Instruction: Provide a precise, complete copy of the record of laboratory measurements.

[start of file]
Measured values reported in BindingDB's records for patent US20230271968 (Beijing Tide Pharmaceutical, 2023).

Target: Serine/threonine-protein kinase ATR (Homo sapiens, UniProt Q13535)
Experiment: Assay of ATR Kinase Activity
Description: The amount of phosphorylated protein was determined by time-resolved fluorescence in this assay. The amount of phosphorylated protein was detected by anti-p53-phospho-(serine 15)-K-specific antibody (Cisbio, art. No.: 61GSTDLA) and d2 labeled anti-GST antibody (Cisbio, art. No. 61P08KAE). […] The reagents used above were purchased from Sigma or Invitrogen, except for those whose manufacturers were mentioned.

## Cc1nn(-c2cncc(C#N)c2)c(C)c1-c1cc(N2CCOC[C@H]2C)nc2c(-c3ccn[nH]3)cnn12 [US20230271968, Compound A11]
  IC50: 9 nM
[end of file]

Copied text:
Measured values reported in BindingDB's records for patent US20230271968 (Beijing Tide Pharmaceutical, 2023).

Target: Serine/threonine-protein kinase ATR (Homo sapiens, UniProt Q13535)
Experiment: Assay of ATR Kinase Activity
Description: The amount of phosphorylated protein was determined by time-resolved fluorescence in this assay. The amount of phosphorylated protein was detected by anti-p53-phospho-(serine 15)-K-specific antibody (Cisbio, art. No.: 61GSTDLA) and d2 labeled anti-GST antibody (Cisbio, art. No. 61P08KAE). […] The reagents used above were purchased from Sigma or Invitrogen, except for those whose manufacturers were mentioned.

## Cc1nn(-c2cncc(C#N)c2)c(C)c1-c1cc(N2CCOC[C@H]2C)nc2c(-c3ccn[nH]3)cnn12 [US20230271968, Compound A11]
  IC50: 9 nM